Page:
This is one of the harder blogs to write. Not actual physical pain, but the pain that your ego feels when you come off of a tournament win on a body of water that you have never fished before, and then end up zeroing in your next tournament on your home waters. That is why it is called fishing and not catching, right? Instead of focusing on the zero I am going to highlight some of the mistakes that I made in this tournament and turn a bad situation into a learning situation for both you and I.
The first major mistake that was made was not paying close enough attention to the weather forecast and how it would affect the area I was fishing. Three days before tournament time a huge cold front blew through the area bringing twenty plus mile an hour winds out of the northwest. This particular wind direction seems to drain the bay lower than a due north wind, which in turn caused the water levels in the area I chose to fish to be supper low and hard to move around the marsh.
Mistake number two was not checking out the water before game day to at least see how the cold front effected the area. This aspect of tournament fishing is ultra-important, even if you do not catch fish while out. You don’t even need to bring a rod some of the time. Pre-fishing tells you what the water conditions are, how the fish are re-acting to the particular weather/water conditions, and most importantly how big the fish are. Having a full-time job does get in the way at times but if you are planning to fish a tournament then you should really try and get on the water at least two or three days before game time.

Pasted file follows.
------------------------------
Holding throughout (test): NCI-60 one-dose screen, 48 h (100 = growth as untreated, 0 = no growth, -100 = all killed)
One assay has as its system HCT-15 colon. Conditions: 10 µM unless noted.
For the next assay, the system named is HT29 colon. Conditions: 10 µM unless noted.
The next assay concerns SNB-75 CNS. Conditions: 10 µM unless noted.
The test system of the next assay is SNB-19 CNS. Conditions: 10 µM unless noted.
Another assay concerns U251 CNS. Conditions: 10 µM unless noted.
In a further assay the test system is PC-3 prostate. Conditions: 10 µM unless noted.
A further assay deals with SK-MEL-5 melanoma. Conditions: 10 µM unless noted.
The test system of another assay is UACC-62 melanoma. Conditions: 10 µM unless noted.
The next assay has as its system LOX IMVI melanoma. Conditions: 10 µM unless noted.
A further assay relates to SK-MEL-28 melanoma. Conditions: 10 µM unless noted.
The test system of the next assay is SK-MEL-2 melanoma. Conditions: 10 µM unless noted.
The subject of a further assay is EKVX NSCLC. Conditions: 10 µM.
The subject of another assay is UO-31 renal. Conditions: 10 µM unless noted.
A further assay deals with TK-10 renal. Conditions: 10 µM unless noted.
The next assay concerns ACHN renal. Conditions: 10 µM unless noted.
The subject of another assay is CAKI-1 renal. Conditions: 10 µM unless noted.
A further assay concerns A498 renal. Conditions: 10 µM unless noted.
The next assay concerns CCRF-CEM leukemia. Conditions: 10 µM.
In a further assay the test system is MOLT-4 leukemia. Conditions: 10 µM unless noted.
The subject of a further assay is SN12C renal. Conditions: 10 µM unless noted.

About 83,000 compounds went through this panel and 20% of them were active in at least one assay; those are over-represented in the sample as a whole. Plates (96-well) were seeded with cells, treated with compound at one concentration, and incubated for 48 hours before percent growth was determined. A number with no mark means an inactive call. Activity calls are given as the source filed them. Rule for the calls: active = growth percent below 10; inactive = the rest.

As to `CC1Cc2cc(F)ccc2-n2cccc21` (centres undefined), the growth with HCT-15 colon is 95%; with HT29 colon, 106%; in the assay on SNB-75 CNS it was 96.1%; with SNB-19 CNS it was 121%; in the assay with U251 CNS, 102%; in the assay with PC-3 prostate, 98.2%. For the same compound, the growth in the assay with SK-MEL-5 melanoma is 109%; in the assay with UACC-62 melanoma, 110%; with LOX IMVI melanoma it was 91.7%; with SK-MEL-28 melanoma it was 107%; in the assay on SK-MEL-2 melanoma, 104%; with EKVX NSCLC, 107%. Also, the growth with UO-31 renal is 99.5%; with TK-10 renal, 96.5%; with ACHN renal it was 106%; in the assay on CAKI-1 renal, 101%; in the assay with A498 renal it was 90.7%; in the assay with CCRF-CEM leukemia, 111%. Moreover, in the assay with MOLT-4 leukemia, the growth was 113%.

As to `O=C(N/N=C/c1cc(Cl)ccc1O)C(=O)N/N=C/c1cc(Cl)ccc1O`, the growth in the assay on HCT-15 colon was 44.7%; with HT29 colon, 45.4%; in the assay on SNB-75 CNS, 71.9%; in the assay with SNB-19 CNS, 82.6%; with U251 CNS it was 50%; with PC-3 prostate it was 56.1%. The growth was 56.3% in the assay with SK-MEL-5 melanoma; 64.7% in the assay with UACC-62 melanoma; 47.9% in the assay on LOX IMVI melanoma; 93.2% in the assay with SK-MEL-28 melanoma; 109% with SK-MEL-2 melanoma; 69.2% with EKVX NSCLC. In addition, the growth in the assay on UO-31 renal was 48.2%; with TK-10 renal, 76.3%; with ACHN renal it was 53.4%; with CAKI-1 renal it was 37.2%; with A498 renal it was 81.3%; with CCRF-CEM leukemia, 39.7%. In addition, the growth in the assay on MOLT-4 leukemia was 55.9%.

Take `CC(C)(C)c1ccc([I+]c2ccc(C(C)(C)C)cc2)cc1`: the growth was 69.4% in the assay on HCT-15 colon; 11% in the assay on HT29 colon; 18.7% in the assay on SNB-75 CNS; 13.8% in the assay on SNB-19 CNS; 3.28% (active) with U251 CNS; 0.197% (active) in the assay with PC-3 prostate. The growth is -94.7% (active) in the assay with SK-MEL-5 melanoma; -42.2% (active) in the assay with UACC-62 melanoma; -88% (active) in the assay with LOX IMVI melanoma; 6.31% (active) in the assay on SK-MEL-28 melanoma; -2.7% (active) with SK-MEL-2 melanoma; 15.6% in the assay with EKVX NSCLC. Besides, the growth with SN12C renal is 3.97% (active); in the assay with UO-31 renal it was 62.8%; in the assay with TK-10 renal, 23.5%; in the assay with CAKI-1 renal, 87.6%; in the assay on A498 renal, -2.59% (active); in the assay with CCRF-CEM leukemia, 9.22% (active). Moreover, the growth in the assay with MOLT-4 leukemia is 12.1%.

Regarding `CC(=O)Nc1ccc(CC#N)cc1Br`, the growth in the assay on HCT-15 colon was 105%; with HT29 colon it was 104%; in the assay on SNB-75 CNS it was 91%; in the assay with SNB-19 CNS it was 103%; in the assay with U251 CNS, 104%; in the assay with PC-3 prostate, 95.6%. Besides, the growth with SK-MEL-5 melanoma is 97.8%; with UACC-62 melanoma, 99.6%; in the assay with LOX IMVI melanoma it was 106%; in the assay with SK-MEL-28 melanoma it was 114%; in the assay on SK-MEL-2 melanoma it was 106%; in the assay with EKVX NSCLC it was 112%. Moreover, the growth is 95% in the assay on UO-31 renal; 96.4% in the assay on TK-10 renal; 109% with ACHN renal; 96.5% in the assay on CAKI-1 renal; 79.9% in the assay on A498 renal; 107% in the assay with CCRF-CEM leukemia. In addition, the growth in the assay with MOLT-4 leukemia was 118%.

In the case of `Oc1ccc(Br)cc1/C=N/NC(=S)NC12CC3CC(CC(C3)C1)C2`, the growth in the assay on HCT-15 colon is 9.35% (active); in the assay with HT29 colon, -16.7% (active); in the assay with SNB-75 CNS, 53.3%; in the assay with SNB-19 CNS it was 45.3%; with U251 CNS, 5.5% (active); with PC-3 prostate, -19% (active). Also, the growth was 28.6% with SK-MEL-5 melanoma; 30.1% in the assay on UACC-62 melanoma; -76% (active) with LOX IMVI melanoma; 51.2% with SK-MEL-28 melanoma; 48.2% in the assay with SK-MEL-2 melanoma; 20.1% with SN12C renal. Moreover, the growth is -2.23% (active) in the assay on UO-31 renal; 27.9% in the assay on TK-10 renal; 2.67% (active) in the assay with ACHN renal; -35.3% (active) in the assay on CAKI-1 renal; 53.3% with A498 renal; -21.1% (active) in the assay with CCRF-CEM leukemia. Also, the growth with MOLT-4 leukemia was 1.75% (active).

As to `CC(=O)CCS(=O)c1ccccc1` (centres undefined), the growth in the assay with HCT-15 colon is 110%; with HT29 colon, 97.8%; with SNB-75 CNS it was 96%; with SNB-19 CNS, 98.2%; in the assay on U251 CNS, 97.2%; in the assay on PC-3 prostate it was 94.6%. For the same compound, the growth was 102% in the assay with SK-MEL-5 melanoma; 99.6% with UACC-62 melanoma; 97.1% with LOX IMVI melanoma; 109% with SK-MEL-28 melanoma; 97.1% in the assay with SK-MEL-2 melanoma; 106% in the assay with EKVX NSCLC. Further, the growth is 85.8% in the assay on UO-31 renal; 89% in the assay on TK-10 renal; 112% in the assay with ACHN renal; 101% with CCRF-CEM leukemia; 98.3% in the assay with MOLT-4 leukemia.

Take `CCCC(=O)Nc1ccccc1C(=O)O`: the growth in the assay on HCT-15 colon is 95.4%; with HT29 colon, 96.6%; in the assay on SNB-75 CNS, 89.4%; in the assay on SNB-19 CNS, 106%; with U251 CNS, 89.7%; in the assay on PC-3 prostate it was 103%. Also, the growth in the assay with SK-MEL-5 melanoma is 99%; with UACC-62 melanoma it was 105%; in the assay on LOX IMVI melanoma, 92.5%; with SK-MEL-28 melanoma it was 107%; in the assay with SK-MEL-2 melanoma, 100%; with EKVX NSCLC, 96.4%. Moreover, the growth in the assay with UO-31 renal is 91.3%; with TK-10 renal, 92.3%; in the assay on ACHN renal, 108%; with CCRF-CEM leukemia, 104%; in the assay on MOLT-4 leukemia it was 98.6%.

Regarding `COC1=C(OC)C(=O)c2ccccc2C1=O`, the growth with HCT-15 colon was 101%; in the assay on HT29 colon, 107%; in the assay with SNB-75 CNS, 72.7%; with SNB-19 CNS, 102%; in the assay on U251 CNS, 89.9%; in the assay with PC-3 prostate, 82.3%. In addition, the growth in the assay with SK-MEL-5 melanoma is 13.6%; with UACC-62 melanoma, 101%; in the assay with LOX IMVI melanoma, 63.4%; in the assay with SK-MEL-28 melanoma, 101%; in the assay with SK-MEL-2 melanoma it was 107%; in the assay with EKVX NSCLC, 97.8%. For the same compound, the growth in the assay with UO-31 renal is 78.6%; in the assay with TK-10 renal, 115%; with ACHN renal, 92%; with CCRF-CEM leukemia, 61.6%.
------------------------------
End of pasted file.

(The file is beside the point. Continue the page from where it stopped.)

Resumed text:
Making a game plan the night before game day is always a good thing to do. This step is as important as pre-fishing, and pairing it with pre-fishing can have an even bigger effect on your tournament outcome. Now this can only help if you stick to your plan. It is a lot better to make your decisions off the water when you aren’t worried about anything else. In this particular tournament, I changed my game plan the night before and targeted deeper wholes, which was the wrong thing to do. I eventually resorted back to the original plan and low and behold the fish were there.
Staying cool, calm, and collected in the frustrating moments is what champions are made of, and this is where my day really took a turn for the worst. Once I finally found the fish it was about eleven o’clock and needless to say it was “crunch time.” I would make a bad cast to the fish and spook them, which escalated the frustrations, then having no maneuverability would escalate frustrations causing a chain reaction of bad things. The best thing to do in any situation like this is to put the rod down and just breathe for a minute or two. Nothing will get better if you don’t.
Hopefully the next tournament will be better than the last, it’s what this sport is all about at the end of the day learning, improving, and having fun. Hope to see you out there, tight lines and smooth drag.